"Do not go home, order a taxi, go to A & E and have a chest x-ray. I do not think this is related to asthma." Something is not right here. "The words of her doctor struck the fear of Jenny Abbott.
It did not start that way. A few weeks earlier, before Christmas 2017, she got a bad cold and cough. GP out of working hours thought that its long-standing asthma caused by viruses plays and prescribes steroids. A week later, her family doctor took the same position. It was certainly a known diagnosis. But that was wrong. Abbott was surprised when her usual time around the park near her home in northern London left her breathless. "I thought I was tired, but the next day, I noticed that I was breathless, walking down the stairs. And one day after that, I had to read something at work, and even I did it without breath," she recalls. These symptoms prompted her doctor to go to A & E.
X-ray has detected fluid on the right lung. After CT scanning, Abbott employees said there are three possibilities: cancer, infection or blood clotting. "When they called me in a side office and introduced me to a nurse on the lung, I knew it would not be good," said Abbott, a former BBC producer who became a psychoanalyst. At that time, she was 54 years old.
The doctor told her that she had lung cancer and could not be cured. "It was my first thought: this can not happen. I locked myself in the bathroom, I cried and cried." Her diagnosis left her recovering. "I never smoked, because cigarettes made me sick. I was ready, I was a racer."
Lung cancer is indissolubly linked to public opinion with cigarettes, and for good reason: about 86% of those who take it are smokers or former smokers. But Abbott is among the growing number of women who have never smoked, yet are diagnosed with the disease while they are still "young" in medical terms – that is, under 55 years of age. Doctors who specialize in this condition now see so many people who have never smoked that they have invented an acronym: LCINs – lung cancer in never smokers. They are the other 14%. Their number is on the rise, although experts can not fully explain why.
Figures are surprising. Professor Mick Pick, a clinical director of the Cancer Center at the University College London Hospital (UCLH), reported in the Royal Society of Medicine newspaper, estimates that nearly 6,000 people who never smoked die from lung cancer a year. It is more than the number of people who die of cervical cancer (900), lymphoma (5,200), leukemia (4,500) and ovarian cancer (4,200): "If considered a separate entity, LCIN is the eighth most common cause of cancer-related deaths in the UK and the seventh most widespread cancer in the world, "he writes.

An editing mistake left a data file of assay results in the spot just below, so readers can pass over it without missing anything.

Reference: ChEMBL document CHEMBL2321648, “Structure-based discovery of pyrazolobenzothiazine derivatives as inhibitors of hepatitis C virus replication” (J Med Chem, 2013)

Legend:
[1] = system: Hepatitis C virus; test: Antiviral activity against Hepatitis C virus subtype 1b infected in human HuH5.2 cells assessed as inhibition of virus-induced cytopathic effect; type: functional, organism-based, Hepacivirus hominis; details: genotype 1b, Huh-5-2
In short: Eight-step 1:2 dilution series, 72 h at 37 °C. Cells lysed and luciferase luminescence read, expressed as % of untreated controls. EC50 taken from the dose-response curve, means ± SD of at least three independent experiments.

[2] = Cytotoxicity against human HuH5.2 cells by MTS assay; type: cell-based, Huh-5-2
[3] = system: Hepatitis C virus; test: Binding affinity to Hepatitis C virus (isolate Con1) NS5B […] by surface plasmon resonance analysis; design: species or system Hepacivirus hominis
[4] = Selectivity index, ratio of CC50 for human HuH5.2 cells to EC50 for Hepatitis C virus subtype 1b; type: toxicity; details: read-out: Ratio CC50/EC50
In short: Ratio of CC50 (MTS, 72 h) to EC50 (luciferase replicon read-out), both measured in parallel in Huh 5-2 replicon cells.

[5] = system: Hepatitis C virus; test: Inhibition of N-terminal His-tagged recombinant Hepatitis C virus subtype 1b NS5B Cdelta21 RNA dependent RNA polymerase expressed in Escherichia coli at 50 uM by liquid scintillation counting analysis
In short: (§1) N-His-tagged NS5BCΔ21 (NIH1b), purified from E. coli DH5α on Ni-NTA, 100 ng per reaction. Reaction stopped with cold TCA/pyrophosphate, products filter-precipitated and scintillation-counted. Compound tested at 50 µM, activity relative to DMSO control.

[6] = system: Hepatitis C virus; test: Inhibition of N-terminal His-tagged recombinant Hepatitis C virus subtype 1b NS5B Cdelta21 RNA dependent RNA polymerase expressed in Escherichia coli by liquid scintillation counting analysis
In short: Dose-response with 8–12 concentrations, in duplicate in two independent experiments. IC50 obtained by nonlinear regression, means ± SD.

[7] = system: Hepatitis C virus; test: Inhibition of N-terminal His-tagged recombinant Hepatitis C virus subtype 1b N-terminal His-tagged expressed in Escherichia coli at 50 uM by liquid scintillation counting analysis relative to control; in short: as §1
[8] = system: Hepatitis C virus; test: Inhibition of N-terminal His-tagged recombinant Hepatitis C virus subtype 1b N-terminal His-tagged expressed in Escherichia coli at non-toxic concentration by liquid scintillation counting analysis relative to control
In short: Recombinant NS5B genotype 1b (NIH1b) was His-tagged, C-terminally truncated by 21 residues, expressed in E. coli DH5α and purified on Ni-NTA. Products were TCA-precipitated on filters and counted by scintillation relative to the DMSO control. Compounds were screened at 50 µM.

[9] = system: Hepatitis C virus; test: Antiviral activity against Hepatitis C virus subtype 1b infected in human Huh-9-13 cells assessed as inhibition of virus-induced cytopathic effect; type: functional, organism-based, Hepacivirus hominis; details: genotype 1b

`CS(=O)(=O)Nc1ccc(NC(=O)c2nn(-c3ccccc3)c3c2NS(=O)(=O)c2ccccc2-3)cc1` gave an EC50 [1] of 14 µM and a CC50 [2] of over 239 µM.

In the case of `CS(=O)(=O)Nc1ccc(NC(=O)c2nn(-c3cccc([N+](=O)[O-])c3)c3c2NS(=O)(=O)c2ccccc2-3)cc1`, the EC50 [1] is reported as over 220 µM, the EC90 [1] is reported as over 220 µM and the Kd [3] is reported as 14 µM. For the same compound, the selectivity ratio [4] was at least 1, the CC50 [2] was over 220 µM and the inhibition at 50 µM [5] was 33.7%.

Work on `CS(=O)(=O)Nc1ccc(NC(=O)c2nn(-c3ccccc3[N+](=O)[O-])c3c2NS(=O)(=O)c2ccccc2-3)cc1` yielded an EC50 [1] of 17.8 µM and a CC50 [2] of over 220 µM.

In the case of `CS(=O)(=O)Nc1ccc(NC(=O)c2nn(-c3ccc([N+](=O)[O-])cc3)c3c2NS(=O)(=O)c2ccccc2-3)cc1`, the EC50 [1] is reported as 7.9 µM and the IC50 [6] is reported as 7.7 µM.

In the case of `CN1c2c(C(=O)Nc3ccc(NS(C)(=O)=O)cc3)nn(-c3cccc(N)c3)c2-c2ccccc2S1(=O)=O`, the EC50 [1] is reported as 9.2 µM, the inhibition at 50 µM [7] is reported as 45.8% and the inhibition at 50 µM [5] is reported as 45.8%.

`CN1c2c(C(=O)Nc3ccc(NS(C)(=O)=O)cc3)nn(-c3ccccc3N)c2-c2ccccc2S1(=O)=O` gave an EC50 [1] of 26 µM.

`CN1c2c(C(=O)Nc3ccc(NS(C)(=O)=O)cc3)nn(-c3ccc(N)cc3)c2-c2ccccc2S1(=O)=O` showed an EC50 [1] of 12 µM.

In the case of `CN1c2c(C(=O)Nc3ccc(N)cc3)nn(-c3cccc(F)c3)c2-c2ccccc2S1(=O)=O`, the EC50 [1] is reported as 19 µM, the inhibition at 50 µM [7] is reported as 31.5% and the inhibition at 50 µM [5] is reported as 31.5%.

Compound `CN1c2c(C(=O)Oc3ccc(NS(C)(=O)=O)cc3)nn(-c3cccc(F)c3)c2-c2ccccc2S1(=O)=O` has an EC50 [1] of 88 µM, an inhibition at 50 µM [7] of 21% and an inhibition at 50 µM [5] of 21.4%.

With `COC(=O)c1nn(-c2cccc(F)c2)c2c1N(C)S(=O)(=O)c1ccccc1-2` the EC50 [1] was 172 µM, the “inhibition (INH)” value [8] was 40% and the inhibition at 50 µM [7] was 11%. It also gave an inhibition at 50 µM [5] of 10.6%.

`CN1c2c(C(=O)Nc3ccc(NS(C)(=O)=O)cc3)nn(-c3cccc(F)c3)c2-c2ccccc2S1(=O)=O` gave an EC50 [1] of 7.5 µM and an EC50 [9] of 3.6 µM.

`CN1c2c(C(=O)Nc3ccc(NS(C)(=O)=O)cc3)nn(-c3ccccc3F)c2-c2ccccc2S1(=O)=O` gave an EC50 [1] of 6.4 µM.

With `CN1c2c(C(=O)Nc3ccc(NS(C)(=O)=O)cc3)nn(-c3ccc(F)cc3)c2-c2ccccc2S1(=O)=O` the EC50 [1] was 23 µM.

While about 10% of men in Britain diagnosed with lung cancer are non-smokers, the percentage of women is greater: 15-20%. The drop in cigarette consumption over the past 15 years means that the percentage of people with the disease who are LCINs is increasing. In addition, the absolute numbers and rates of LCIN are increasing. Abbott hates the stigma that non-smokers face when they receive a "burst disease"; every time she tells someone about her diagnosis, she feels obliged to add: "I never smoked."
"Like all people in my situation, do you think: why? I ask the question every day. It's the first thing I think in the morning, the last thing I think about the night, and what I'm thinking about when I wake up at night. play in my head ".
The media focus on breast cancer, cervical and prostate cancer has overlooked the fact that lung cancer is the largest British cancer killer, claiming some 35,600 lives a year; more than breast, prostate, liver and bladder cancer combined. Since the late 1970s, the rate of diagnosis of lung cancer has fallen by 14%. However, while at that time it fell by 44% among men, it grew by 69% in women, as women began to quit smoking years later. "When I began to treat lung cancer in the early 1980s, I saw four men for every woman, then it was almost a male illness, now almost one-on-one," says Pick. Of 46,388 diagnoses in 2015, about 53% are men and 47% are women. Of the total, about one in eight never smoked.
Ruth Straus, the captain of former English cricket player Andrew Strauss, and non-smoker, died of the disease just after Christmas last year at the age of 46, just one year after her diagnosis. Her husband recently said: "There is a presumption that if you have lung cancer, you were a smoker. Ruth never smoked a cigarette in her life."
This illness also experienced the life of Sian Busby, a novelist and wife of Robert Peston, political editor of ITV News. She was 51, when she died in September 2012. Peston said his wife is "probably the only person I know, who never smoked a cigarette," and described lung cancer as "a monster that fell to our family."
There is no consensus among experts on why lung cancer affects more and more non-smokers. Peake lists four main reasons: passive smoking; professional factors, such as exposure to asbestos; exposure to radon gas; and a history of serious breathing conditions. Being raised in a home where one or both parents smoke increases the risk, such as a close relative of the disease. Although it is known that asbestos causes certain types of cancer, including mesothelioma, different ways of working between men and women mean that it can cause several cases of lung cancer in women. One study estimated that radon leads to 1,500 people a year in the development of the disease. There are also clear statistical links between tuberculosis and pneumonia and the risk of lung cancer.